Due to an extremely wet spring and consistent moisture through the summer, grain harvests have slowed down a bit across South Dakota. According to the USDA National Agricultural Statistics Service (as of Aug 18) only 76% of winter wheat harvest has been completed in the state well behind 95% of five-year average. Similarly, only 27% of spring wheat and 60% of oat are harvested, well behind 75% and 90% five-year average respectively.

In the last few years, interest in using cover crops has been increasing tremendously among crops and livestock producers in South Dakota. Growing cover crops following small grain is gaining more attention due to feasibility in cover crop species selection and also the time of the year where cover crops receive longer growing and establishing time than following row crops. Two most common objectives of growing cover crops are soil health and supplemental forages. These cover crops are grown to solely enhance soil health properties and allowed to winter terminate and/or grown for supplemental forages, especially fall grazing.

Cover crops provide diversity into the cropping system, reduce soil erosion, increase soil biological activity, and also help recycle moisture and nutrients in the soil. In addition, due to diverse growing habits between the major crop and selected cover crop species, it helps to break disease and weed pressure in the field.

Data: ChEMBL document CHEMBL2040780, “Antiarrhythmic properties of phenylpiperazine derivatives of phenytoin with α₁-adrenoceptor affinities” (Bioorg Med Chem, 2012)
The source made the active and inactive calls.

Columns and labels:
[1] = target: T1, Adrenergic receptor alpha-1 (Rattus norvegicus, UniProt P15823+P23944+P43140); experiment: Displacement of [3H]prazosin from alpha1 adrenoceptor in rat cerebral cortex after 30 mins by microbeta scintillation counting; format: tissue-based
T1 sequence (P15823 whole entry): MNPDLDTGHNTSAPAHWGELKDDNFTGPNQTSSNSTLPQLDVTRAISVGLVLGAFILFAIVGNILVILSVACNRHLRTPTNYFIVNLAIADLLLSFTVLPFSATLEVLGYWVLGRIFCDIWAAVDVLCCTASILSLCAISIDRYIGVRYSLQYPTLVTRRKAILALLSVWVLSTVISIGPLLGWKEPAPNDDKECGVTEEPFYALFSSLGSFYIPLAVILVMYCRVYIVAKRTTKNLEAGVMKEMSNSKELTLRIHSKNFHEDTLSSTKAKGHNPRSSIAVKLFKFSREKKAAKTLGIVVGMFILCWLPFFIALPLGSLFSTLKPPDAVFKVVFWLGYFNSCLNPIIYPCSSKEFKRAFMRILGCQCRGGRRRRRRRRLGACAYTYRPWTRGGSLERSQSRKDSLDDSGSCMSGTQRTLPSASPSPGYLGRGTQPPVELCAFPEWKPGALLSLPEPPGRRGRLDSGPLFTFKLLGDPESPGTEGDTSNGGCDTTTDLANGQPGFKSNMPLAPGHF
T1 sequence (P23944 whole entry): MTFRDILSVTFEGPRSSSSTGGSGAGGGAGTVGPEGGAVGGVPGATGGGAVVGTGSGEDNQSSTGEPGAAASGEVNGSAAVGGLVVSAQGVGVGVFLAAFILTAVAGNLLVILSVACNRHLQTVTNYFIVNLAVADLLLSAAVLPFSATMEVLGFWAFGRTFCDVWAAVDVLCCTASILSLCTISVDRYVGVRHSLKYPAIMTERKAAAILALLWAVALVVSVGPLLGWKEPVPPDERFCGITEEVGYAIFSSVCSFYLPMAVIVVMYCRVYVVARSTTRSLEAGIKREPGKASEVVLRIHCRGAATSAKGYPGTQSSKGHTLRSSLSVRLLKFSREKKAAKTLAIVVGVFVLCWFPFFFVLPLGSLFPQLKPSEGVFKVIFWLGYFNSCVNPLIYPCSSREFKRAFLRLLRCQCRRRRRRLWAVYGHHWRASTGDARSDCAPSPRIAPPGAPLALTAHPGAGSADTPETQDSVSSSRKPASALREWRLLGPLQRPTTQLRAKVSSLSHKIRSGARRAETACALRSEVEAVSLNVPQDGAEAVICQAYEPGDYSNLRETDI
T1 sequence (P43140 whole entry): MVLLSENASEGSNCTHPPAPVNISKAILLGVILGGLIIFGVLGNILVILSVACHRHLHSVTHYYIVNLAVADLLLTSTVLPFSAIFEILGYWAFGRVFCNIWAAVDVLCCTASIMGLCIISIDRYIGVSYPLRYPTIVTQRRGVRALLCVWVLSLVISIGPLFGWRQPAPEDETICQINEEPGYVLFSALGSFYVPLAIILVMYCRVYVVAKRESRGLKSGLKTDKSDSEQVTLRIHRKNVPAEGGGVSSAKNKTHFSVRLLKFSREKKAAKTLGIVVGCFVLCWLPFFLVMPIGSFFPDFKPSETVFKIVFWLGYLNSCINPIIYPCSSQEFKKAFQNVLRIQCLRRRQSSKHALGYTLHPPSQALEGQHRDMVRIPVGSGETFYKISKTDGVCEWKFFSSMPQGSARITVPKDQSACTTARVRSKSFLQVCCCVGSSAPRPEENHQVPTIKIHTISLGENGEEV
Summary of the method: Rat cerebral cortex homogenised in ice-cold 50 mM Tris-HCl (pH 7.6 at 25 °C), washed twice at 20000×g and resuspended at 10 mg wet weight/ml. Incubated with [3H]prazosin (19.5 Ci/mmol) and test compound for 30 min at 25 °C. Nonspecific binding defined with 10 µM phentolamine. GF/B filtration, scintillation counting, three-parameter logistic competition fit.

Cover crops are grown as a single species or in a mixture of variety of crops. Selecting fall cover crop mix is very critical because it should benefit your cropping system and not harm your next cash crop.

If the field will be grown to corn next season, the majority of the mix should contain cool season broadleaf species. Two major categories of broadleaf cover crop species are non-legumes (i.e. turnip, radish, canola or rape, etc.) and legumes (i.e. vetch, clovers, pea, lentil, etc.). These species like cooler fall temperatures show rapid growth and will provide high residue biomass in the spring. Species like radish and turnip have enhanced tap roots, which will aid in breaking compaction in the ground.

Depending on the fall growth, mixes that have higher proportion of legumes may fix significant atmospheric nitrogen and add to the soil nitrate content that could be utilized by the next cash crop. These species are generally winter killed.

If the next crop is soybean, it is suggested to put a mixture high in cool season grasses (rye, oat, barley, triticale, annual ryegrass etc.) and broadleaf. These will produce significant amount of biomass in the fall and in some cases the next spring if the mixture consists of winter annuals like winter wheat, triticale, or cereal rye. Cold tolerant species like rye can be used as forage (hayed) or be spray-killed in early spring or before seeding soybean, depending upon the moisture availability in the spring.

The principle belief is that the cover crops planted should possess contrasting characteristics or growth habit to the cash crop that follows next season.